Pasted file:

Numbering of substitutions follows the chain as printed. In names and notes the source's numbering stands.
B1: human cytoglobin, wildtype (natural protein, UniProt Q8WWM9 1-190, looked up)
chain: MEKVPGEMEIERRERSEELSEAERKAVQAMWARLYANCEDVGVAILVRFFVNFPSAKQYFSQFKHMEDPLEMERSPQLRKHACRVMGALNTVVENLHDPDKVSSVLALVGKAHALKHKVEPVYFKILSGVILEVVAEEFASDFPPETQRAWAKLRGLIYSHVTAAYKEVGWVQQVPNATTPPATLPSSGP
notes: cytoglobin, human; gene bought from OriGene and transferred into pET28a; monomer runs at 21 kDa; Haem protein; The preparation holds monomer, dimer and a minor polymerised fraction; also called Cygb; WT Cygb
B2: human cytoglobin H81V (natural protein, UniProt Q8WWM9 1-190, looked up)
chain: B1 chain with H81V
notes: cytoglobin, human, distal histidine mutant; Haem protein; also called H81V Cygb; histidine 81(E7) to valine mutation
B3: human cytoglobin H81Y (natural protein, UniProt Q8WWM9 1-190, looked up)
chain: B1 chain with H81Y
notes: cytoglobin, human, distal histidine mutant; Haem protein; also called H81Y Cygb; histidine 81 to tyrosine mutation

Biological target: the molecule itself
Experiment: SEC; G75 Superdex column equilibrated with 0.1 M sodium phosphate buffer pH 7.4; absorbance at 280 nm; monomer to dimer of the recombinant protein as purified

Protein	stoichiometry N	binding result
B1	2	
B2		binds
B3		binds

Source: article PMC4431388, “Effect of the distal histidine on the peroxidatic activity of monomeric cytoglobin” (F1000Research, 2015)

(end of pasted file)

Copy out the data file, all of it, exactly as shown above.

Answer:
Numbering of substitutions follows the chain as printed. In names and notes the source's numbering stands.
B1: human cytoglobin, wildtype (natural protein, UniProt Q8WWM9 1-190, looked up)
chain: MEKVPGEMEIERRERSEELSEAERKAVQAMWARLYANCEDVGVAILVRFFVNFPSAKQYFSQFKHMEDPLEMERSPQLRKHACRVMGALNTVVENLHDPDKVSSVLALVGKAHALKHKVEPVYFKILSGVILEVVAEEFASDFPPETQRAWAKLRGLIYSHVTAAYKEVGWVQQVPNATTPPATLPSSGP
notes: cytoglobin, human; gene bought from OriGene and transferred into pET28a; monomer runs at 21 kDa; Haem protein; The preparation holds monomer, dimer and a minor polymerised fraction; also called Cygb; WT Cygb
B2: human cytoglobin H81V (natural protein, UniProt Q8WWM9 1-190, looked up)
chain: B1 chain with H81V
notes: cytoglobin, human, distal histidine mutant; Haem protein; also called H81V Cygb; histidine 81(E7) to valine mutation
B3: human cytoglobin H81Y (natural protein, UniProt Q8WWM9 1-190, looked up)
chain: B1 chain with H81Y
notes: cytoglobin, human, distal histidine mutant; Haem protein; also called H81Y Cygb; histidine 81 to tyrosine mutation

Biological target: the molecule itself
Experiment: SEC; G75 Superdex column equilibrated with 0.1 M sodium phosphate buffer pH 7.4; absorbance at 280 nm; monomer to dimer of the recombinant protein as purified

Protein	stoichiometry N	binding result
B1	2	
B2		binds
B3		binds

Source: article PMC4431388, “Effect of the distal histidine on the peroxidatic activity of monomeric cytoglobin” (F1000Research, 2015)